# Verifying Mach 10+ Shocks in Shuttle Launch Exhaust

• DaveC426913
In summary: Mach number, pressure (and pressure differential), and exhaust velocity are related. The higher the exhaust velocity, the more shock diamonds will be visible.
DaveC426913
Gold Member
My friend (whom I normally trust) told me something I did not know and would like to verify.

We were watching a shuttle launch, talking about the main engines which, while much fainter than the boosters, can be seen in the right light.

http://fascinatingly.com/wp-content...-space-shuttle/lift-off-shuttle-wallpaper.jpg

He said that the pulses seen in the blue hydrazine flame from the main engines are actually supersonic shockwaves. He went on to say that you can count how many Machs the exhaust speed is by counting the pulses visible. The attached pic is cut off but in the vdieo we were watching we counted 10+ shocks, the implication being that the exhaust was in excess of Mach 10.

True?

(I had seen the pulses but assumed they were simply ... pulses, generated by some function of the engine.)

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Followup:

Well, the math works out at least...

According to Wiki, the engines can generate an exhaust velocity of 4440m/s at sea level which is ~ Mach 13.

Seriously I wished I had a place in the spaceship. When can I fly ?

DaveC426913 said:
He said that the pulses seen in the blue hydrazine flame from the main engines are actually supersonic shockwaves. He went on to say that you can count how many Machs the exhaust speed is by counting the pulses visible. The attached pic is cut off but in the vdieo we were watching we counted 10+ shocks, the implication being that the exhaust was in excess of Mach 10.

True?
The SSME's are fueled with liquid hydrogen (H2) and oxygen with the mixture rich in H2. The engines do not pulse, but what appear to be pulses are indeed reflected shock waves due to the fact that the flow is supersonic. The numbers seem reasonable, but I would recommend confirming with NASA or Pratt & Whitney Rocketdyne.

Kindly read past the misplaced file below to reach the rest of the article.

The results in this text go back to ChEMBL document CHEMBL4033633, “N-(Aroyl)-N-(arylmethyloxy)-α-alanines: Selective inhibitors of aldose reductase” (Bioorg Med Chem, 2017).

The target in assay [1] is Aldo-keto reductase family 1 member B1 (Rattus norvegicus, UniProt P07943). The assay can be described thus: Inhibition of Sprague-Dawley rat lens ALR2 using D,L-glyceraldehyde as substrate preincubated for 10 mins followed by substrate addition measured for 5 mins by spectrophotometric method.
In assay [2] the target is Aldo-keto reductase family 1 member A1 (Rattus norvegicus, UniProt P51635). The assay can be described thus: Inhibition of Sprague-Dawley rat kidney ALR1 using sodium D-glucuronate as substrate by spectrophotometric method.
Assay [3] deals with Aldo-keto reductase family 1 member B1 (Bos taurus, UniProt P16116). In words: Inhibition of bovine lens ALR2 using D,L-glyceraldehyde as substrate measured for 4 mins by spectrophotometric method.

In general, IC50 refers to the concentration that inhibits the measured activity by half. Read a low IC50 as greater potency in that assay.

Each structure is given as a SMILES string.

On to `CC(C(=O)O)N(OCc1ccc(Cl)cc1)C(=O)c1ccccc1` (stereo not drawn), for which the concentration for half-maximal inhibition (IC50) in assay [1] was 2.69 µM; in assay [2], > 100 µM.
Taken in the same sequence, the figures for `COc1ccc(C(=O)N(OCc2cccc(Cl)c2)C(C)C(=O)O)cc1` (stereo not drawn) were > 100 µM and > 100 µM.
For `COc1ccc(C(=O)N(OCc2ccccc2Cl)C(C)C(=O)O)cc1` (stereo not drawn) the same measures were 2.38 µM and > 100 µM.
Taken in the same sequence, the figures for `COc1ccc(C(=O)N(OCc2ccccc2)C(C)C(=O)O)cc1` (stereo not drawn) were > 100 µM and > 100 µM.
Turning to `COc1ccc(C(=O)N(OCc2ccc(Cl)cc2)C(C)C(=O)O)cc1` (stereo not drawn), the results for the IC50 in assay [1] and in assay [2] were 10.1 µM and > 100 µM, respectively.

FYI -
http://www.pwrengineering.com/articles/nozzledesign.htm
http://www.pwrengineering.com/data.htm

One can see a similar pattern with the exhaust of an SR-71 when it takes off with max thrust.

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This is amazing

lonton said:
Seriously I wished I had a place in the spaceship. When can I fly ?

You have an extra \$30 million laying around? The Russians will let you fly with them for that fee.

He also said that the distinctive crackling sound that the engines make is sonic boom after sonic boom.

DaveC426913 said:
He also said that the distinctive crackling sound that the engines make is sonic boom after sonic boom.
That is essentially what is happening. The air around the exhaust plume is displaced at the speed of sound in the air. There are tremedous pressure gradients in the plume, particularly at the boundary of plume and air.

The sound pressure from miles away even is most impressive. I saw a launch a couple of years ago. No sub-woofer can reproduce the thundering sound that pounds at you. Dumbfoundingly awesome is about the the only way to describe the sensation of power.

From what I have heard, the number of shock diamonds depends not on the mach speed of the exhaust, but rather the pressure difference between the exhaust gasses and the sarounding atmosphere.